For any profession, employees need professional development. There needs to be a feeling that an organization, or in this case, the restaurant is invested in them and their growth in the culinary world. The food business is evolving, and there will always be a need for diverse skill sets and new techniques. It is fast becoming clear that while there are establishments opening up at a rapid pace, finding employees that have the right skill sets is becoming a challenge.

In order to set yourself apart from the crowd, whether as a restaurant or as an employee within a restaurant, there needs to be constant cultivation of new skills and techniques. It might not seem important to care about what other kitchens need, but thinking about what your kitchen needs – both short-term and long-term, is incredibly important.

There needs to be constant cultivation of new skills and techniques

Hiring talent that is right for you, as well as a good fit is key. This also means that there must be a sincere effort in cultivating a good work environment, and ensuring that your staff has the right tools for the job rather than opting for the cheapest tools. But the ultimate secret in keeping good chefs is to invest in them.

In the article, Why Teaching Butchery Is the Secret to Keeping Good Chefs, the author touches upon several key points that demonstrate the sheer importance of investing in chefs. The articles states that, “We try to take quite inexperienced chefs at the lowest level in the kitchen and train them in all the aspects that we do…We also like to promote from within because it’s good for the culture and good for morale to see you and your colleagues getting promoted.”

There are two important notes to take from this. Not only is there a significant amount of training provided that pushes employees out of their comfort zones, but there is also constant effort to improve overall morale. Once the push has been made to invest in employees, it is also imperative to show them real life examples and incentives of what their newly acquired skill set can bring them.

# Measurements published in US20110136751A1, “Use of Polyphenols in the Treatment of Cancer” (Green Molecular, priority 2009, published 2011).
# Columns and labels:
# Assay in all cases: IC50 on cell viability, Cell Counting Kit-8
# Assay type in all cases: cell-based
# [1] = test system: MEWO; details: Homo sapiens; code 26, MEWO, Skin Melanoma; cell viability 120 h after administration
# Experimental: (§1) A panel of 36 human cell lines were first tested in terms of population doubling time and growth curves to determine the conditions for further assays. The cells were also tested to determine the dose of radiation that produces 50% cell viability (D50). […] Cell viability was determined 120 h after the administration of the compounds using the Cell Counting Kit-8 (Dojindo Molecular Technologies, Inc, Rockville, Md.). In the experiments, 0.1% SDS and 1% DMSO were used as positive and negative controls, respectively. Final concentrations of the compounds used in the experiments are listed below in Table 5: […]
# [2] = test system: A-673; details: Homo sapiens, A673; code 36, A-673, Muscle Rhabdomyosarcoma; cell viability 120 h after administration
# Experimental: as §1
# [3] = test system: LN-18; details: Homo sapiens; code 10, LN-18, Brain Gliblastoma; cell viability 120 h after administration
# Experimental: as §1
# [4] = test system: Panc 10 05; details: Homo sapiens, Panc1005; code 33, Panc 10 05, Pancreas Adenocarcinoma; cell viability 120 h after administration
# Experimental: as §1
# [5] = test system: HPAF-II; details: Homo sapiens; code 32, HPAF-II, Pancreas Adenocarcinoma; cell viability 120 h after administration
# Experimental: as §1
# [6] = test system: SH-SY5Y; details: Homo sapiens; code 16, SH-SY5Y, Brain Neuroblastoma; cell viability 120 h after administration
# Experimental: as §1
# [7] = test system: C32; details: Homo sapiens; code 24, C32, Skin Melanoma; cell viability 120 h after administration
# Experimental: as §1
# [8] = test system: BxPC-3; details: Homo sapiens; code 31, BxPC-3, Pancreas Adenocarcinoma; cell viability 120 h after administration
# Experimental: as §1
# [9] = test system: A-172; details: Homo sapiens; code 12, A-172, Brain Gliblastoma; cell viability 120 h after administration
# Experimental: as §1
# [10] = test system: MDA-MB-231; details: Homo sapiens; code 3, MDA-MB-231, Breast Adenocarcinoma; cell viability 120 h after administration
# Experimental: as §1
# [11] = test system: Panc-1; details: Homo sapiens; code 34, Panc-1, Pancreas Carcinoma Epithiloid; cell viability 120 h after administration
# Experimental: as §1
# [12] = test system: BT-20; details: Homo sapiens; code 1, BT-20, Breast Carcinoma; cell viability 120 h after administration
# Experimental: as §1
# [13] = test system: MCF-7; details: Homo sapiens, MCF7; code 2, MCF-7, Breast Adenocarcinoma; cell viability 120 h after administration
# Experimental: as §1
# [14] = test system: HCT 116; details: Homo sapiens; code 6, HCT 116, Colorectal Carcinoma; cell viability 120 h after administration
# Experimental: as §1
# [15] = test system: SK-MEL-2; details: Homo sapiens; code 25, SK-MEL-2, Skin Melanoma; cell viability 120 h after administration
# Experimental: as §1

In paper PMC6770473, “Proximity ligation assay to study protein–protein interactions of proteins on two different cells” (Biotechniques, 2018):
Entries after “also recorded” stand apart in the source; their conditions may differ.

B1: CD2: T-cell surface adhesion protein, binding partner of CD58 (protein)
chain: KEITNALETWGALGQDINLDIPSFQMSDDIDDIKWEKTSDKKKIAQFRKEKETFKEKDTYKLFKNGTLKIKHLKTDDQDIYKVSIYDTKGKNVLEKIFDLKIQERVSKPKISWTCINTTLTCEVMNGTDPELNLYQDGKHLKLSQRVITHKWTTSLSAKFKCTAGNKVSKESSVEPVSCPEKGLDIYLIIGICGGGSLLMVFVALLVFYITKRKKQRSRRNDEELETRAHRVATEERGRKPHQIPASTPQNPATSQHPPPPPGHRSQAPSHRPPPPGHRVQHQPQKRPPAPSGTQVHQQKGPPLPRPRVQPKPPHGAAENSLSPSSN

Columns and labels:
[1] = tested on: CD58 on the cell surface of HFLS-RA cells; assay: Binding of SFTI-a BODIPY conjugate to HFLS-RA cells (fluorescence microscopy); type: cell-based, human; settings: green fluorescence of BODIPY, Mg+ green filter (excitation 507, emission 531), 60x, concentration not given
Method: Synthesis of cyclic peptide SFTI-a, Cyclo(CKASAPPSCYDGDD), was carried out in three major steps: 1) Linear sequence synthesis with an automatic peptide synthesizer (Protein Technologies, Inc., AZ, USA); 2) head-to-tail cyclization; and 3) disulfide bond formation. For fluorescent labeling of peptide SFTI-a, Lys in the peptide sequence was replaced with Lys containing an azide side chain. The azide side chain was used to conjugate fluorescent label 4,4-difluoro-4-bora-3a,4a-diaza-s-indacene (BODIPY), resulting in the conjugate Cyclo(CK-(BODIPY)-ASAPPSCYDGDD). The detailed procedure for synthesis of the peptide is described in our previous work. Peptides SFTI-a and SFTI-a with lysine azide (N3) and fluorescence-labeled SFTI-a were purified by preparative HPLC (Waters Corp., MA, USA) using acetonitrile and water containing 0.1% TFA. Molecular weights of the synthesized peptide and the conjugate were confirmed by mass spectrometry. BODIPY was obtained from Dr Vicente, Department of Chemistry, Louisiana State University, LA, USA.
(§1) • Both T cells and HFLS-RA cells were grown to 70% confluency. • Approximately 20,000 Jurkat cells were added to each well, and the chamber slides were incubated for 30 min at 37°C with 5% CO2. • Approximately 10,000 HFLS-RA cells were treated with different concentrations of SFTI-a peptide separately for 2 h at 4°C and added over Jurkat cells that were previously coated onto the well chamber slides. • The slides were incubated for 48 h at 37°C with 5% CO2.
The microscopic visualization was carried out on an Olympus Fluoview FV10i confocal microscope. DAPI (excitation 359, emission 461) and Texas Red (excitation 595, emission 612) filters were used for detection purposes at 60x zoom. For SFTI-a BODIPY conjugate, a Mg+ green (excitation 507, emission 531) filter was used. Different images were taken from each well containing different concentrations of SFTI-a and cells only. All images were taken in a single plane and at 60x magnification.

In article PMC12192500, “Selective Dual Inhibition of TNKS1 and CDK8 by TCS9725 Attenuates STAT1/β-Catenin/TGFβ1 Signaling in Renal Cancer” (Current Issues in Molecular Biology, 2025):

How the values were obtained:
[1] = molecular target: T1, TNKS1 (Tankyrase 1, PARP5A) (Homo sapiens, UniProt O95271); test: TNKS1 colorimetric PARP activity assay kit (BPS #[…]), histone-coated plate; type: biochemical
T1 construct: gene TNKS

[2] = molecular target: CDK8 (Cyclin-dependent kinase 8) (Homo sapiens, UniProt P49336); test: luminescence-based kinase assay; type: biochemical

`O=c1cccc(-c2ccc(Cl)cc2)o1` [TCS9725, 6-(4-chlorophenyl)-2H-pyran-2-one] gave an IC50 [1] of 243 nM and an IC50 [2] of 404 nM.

The author underscores this point, writing that “it’s also about giving someone the opportunity and showing faith in people. If we’re seen to be giving people opportunities and promoting people when we could go external, it means that they’re less likely to look elsewhere because they enjoy working with you and are able to grow and develop.”

In this article, butchery is what the restaurant is offering these inexperienced chefs. But this is just one example of how restaurants should work with their chefs to understand what their needs are, and what measures are needed for long-term, sustainable growth. This benefits both your business, and the employees and makes them feel like they are not just cogs in a machine but nurtured and cared for.

With professional development opportunities though, many establishments are afraid to take the risk. What if it is too successful and chefs end up leaving? What if there is time and resources invested but all it results in is chefs finding other opportunities?

These are certainly risks, but those are associated risks no matter what. Chefs leave restaurants for numerous reasons, most of which are difficult to predict. However,  if these professional development opportunities are not offered, perhaps chefs will get bored and decide to leave where they are challenged and cared for. Giving them the chance to acquire new skills gives them an incentive to stay and use these skills to help grow the establishment for the better.

Giving them the chance to acquire new skills gives them an incentive to stay and use these skills to help grow the establishment for the better.

Ultimately, it may seem like a risky move at first but investing in your people is the best way to show them that they are valued. Both inexperienced and experienced chefs will always benefit from cultivating new skills and directly applying them – whether it is butchery or something else.

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